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The Missing Customer and the Ever-Present Market: Software Developers and the Service Economy
Ó Riain, Seán
Although some software engineers and developers work directly with the final users of their product to generate customized software, many do not. However, drawing on an ethnographic study of software developers in a U.S. firm in Ireland, this article argues that both software developers who work closely with customers and those who do not can be thought of as “service workers.” The article extends the analysis of the “service triangle” of workers, managers, and customers to software workers who interact with customers in the software development and support process. It then uses the case of software workers who do not interact with customers to rethink our definition of what counts as service work. For these workers, the customer also looms large in the workplace—but only as an abstract entity to which they should respond and be attentive, mobilized through organizational mechanisms that transmit and simulate market pressures rather than through concrete interactions with customers themselves. The irony is that an organization of production that mobilizes the customer as the driving force of the production process ultimately, and largely unintentionally, marginalizes the customer as irrational and incompetent—an outsider in the service economy, with little input into the technologies they end up using.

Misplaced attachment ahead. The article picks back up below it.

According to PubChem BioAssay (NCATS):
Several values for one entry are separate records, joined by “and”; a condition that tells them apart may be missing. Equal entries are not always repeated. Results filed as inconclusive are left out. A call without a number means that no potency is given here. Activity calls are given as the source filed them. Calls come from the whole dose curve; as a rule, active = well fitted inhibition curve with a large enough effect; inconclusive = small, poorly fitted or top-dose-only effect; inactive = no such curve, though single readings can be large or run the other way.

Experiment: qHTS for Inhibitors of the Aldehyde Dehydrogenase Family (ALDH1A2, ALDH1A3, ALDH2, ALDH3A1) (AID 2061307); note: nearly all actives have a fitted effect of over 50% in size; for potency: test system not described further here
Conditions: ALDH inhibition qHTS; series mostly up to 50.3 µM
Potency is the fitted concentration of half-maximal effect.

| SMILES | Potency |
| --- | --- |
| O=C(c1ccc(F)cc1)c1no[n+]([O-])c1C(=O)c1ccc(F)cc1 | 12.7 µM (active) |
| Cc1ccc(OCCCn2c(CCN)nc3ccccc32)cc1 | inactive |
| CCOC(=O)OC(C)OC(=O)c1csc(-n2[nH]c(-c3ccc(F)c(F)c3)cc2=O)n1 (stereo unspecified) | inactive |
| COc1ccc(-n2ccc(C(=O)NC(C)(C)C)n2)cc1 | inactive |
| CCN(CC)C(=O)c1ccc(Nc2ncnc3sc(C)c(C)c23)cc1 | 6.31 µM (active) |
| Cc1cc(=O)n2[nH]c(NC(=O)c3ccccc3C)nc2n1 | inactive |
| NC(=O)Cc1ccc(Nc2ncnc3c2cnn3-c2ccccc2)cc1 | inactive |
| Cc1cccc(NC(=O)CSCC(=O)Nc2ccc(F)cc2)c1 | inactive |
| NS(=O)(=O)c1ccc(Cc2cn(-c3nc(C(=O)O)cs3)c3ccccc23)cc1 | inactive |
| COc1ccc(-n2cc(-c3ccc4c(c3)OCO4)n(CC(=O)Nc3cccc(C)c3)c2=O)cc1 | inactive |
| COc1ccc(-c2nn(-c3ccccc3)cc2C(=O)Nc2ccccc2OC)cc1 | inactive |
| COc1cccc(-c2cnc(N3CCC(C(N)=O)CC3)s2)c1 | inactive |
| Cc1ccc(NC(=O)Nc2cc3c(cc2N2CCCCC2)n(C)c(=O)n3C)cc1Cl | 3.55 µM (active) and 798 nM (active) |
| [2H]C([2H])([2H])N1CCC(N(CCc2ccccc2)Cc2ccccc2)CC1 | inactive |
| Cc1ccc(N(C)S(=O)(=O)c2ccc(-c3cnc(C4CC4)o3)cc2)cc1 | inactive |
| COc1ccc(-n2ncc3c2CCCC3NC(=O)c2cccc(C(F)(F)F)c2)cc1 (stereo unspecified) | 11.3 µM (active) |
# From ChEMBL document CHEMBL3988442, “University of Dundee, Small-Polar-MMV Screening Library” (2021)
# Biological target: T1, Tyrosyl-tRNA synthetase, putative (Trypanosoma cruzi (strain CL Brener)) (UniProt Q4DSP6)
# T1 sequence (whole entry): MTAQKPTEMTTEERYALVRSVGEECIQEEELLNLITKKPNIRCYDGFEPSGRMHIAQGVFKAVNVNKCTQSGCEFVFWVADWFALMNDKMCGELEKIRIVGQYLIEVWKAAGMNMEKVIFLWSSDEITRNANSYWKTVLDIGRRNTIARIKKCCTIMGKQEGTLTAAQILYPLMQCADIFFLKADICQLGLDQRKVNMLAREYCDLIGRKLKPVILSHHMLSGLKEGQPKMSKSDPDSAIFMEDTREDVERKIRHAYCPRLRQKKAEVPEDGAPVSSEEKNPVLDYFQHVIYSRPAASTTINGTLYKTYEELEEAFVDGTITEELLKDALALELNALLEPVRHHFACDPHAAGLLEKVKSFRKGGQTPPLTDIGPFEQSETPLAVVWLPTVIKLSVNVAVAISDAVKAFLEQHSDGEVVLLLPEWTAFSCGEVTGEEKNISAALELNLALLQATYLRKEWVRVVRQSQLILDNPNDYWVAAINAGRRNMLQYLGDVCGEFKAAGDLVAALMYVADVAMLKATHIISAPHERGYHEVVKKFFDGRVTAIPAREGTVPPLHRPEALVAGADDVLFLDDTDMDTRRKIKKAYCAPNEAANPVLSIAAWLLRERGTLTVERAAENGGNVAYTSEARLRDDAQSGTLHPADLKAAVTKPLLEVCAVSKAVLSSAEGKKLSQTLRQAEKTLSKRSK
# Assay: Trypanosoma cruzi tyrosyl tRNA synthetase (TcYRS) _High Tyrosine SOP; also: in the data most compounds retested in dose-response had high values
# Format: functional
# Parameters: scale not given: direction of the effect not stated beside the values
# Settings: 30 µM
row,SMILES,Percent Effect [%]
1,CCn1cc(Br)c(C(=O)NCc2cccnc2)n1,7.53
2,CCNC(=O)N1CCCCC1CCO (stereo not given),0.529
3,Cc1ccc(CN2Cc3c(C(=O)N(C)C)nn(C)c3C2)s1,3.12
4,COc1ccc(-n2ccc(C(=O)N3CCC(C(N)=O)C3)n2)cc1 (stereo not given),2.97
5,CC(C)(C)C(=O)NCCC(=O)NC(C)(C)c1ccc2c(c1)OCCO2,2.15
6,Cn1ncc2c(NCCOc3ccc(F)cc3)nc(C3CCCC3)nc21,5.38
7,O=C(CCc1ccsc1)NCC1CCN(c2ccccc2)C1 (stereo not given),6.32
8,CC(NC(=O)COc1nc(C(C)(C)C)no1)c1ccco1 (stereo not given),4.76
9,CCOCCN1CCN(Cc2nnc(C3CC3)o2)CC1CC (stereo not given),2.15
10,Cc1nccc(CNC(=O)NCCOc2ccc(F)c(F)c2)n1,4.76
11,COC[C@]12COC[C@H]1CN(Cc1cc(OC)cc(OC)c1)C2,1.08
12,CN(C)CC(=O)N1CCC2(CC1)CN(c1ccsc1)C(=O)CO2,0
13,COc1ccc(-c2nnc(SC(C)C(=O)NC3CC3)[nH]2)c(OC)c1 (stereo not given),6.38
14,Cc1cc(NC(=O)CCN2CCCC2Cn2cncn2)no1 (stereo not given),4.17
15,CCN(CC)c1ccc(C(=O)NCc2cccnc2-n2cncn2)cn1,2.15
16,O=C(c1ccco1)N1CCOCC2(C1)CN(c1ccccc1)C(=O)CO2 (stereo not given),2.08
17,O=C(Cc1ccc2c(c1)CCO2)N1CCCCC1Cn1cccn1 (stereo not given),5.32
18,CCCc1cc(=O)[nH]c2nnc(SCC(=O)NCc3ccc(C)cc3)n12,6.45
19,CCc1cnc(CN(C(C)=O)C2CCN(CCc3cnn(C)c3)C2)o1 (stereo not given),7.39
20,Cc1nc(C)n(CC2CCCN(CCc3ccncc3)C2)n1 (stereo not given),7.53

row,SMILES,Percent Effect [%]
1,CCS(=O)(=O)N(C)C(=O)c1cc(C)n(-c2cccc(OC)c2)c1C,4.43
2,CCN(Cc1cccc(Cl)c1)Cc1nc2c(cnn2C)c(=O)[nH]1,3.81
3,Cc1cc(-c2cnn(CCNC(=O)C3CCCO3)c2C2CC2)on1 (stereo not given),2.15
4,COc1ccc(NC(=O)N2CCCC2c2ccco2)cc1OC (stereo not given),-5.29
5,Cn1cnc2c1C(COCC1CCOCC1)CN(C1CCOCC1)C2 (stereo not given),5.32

Keyword(s): Sociology; software; service work; markets; professional work; knowledge economy
Publication Date:
Type: Journal article
Peer-Reviewed: Yes
Institution: Maynooth University
Citation(s): Ó Riain, Seán (2010) The Missing Customer and the Ever-Present Market: Software Developers and the Service Economy. Work and Occupations, 37 (3). pp. 320-348. ISSN 0730-8884
Publisher(s): Sage Publications
File Format(s): other
Related Link(s):
First Indexed: 2015-01-25 05:16:52 Last Updated: 2018-02-28 06:05:54